The Labor Department confirmed on Tuesday that it won't release the closely-watched monthly jobs report during the government shutdown.
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The announcement means that investors attempting to gauge the strength of the labor markets won’t have access to the most important piece of economic data released each month.
That will likely make it more difficult for market participants to assess the chances the Federal Reserve dials back monetary stimulus at its scheduled meeting at the end of October.
“During the shutdown period BLS will not collect data, issue reports, or respond to public inquiries,” the Bureau of Labor Statistics said in a special notice posted on its website Tuesday morning.
The BLS said its website will not be updated during the shutdown and will resume once government operations resume.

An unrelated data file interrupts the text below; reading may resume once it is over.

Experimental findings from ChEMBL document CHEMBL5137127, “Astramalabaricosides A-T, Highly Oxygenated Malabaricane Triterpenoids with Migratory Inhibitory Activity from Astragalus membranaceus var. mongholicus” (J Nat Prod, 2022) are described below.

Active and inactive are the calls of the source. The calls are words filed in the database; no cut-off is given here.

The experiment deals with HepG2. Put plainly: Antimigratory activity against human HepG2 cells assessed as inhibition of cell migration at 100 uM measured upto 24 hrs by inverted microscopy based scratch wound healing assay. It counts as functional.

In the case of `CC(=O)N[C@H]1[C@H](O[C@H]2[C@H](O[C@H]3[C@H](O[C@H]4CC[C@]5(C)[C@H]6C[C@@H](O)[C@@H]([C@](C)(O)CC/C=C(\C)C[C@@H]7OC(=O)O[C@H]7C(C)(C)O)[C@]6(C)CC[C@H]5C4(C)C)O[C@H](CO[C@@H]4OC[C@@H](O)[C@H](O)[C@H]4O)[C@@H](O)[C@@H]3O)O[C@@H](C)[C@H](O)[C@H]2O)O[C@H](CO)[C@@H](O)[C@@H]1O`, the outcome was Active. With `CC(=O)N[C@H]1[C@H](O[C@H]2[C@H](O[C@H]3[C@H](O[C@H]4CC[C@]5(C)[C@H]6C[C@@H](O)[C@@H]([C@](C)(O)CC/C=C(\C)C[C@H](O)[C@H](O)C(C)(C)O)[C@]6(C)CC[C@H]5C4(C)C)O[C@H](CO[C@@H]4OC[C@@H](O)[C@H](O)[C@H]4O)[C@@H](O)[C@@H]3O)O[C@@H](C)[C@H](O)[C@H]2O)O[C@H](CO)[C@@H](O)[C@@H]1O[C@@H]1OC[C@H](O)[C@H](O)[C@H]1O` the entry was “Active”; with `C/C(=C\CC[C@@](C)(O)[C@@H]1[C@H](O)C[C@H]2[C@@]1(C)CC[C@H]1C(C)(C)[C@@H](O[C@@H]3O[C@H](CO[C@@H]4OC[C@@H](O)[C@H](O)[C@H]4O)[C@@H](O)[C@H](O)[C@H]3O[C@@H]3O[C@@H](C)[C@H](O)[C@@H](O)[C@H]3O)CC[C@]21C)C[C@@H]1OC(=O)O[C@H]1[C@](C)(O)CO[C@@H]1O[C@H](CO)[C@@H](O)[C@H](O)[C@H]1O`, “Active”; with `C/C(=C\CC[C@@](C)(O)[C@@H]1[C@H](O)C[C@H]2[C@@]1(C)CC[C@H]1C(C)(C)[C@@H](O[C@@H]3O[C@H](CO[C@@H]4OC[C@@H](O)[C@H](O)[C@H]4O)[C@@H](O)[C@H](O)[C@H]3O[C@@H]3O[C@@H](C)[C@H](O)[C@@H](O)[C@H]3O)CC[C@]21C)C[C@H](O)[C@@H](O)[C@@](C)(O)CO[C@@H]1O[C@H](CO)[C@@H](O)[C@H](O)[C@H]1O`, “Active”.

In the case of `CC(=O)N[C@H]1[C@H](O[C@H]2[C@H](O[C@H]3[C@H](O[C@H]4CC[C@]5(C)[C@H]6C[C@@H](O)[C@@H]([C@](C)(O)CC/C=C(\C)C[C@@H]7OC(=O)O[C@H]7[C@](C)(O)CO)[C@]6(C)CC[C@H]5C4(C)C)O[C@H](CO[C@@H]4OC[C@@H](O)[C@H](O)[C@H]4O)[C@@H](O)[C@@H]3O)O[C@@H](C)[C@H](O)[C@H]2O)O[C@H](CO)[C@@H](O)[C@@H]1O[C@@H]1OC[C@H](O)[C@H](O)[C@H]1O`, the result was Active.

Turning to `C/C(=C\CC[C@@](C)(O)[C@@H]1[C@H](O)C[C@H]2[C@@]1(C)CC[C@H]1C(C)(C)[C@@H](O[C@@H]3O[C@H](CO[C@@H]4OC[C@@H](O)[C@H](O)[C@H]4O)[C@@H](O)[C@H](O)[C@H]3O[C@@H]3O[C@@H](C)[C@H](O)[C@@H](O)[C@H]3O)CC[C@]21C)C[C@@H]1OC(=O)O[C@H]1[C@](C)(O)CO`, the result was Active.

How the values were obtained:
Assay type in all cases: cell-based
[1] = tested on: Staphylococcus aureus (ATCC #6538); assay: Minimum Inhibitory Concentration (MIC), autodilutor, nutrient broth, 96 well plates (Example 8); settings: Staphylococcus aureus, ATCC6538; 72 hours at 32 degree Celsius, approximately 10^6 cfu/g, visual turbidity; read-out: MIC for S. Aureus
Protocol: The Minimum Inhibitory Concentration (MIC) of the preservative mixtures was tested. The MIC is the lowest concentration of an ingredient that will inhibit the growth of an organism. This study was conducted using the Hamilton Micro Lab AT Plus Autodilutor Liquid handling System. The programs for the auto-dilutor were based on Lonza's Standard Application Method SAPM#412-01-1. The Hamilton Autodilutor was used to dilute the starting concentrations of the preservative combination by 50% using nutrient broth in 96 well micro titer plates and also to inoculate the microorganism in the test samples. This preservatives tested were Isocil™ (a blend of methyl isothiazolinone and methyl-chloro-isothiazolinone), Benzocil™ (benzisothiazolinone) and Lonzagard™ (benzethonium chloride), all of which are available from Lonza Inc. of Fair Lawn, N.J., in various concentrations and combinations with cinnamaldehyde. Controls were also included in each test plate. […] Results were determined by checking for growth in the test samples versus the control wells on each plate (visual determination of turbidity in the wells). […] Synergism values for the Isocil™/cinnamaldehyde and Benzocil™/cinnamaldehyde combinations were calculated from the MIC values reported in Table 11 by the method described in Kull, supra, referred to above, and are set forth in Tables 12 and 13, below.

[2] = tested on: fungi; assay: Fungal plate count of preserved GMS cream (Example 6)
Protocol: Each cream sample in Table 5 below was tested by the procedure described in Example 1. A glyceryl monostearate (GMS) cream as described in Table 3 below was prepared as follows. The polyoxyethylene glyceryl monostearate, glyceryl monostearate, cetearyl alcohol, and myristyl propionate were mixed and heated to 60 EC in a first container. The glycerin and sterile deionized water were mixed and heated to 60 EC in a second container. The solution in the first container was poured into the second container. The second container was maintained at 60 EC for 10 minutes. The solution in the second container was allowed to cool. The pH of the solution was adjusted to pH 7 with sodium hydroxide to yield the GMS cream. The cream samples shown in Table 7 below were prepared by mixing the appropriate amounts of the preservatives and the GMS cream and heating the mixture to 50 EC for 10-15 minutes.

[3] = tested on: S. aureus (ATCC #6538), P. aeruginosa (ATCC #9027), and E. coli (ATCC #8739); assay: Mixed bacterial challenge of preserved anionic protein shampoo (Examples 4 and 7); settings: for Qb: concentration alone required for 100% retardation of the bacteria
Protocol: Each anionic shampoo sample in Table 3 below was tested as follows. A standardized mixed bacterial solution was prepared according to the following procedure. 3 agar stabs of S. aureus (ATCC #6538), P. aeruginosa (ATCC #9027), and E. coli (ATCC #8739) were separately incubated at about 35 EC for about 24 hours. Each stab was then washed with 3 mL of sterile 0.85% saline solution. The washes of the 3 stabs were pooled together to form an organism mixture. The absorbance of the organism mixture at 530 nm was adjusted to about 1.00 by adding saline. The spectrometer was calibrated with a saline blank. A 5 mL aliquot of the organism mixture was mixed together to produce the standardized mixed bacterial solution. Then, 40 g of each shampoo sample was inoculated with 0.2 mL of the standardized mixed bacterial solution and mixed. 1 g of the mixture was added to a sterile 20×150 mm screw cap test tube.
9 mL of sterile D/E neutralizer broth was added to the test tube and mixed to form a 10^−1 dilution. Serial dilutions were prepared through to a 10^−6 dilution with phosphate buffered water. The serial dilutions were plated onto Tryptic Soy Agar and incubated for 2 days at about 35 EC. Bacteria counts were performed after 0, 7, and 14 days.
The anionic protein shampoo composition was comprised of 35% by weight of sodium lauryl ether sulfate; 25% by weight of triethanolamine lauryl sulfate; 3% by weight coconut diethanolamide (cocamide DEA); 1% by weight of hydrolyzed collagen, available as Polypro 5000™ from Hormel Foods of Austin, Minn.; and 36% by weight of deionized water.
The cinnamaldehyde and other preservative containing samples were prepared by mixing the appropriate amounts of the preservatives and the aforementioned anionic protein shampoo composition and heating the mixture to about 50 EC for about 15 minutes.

Earlier in the day market rumors suggested the U.S. non-farm payrolls report could be released as early as Tuesday.
There had been some historical precedent for releasing important data during a shutdown. During the 1995-1996 shutdown, the Office of Management and Budget gave the BLS special permission to allow a small staff to work and release inflation data. The consumer price index had been prepared prior to the shutdown but not yet released to the public.
The federal government shut down at midnight on Tuesday after Congress failed to reach a compromise on a budget for the new fiscal year.
While the BLS will have just three employees during the shutdown, the Securities and Exchange Commission will keep a larger presence of about 252 of the agency’s more than 4,100 employees. Those workers include law enforcement and market monitoring workers.